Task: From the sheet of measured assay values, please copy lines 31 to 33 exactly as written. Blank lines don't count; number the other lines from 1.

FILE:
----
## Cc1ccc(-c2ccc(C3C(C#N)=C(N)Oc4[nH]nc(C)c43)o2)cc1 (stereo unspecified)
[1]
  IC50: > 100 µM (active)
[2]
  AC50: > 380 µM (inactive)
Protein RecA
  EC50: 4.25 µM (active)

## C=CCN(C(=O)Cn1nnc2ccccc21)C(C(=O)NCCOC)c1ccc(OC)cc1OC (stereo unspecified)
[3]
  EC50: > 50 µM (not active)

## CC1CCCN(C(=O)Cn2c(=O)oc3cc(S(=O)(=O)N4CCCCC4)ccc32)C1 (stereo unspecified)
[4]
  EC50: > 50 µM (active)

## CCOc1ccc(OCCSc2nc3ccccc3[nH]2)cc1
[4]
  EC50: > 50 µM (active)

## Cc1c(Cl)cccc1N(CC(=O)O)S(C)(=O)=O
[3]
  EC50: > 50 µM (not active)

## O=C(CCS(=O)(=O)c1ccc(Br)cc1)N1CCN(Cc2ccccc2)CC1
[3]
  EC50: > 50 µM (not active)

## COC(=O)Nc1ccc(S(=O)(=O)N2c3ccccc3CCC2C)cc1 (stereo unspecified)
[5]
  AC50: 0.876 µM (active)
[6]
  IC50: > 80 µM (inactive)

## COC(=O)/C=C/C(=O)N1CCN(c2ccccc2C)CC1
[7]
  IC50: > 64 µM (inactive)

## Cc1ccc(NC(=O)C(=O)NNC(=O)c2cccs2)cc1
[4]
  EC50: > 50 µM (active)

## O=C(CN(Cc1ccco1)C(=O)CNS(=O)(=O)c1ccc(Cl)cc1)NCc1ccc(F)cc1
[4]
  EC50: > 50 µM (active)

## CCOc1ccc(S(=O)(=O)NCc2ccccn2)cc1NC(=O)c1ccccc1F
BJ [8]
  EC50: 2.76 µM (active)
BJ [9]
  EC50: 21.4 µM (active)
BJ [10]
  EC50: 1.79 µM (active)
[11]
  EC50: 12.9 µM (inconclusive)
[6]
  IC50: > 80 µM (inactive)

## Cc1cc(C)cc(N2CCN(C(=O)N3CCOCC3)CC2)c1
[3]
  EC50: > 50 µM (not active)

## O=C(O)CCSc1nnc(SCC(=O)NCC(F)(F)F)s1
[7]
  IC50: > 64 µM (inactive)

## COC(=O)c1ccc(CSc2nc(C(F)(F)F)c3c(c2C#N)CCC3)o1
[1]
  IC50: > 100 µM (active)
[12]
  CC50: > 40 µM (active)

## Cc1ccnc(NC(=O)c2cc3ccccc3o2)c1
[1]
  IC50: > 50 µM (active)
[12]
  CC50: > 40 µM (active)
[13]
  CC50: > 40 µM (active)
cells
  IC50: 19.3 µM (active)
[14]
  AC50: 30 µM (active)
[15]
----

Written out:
## Cc1ccc(NC(=O)C(=O)NNC(=O)c2cccs2)cc1
[4]
  EC50: > 50 µM (active)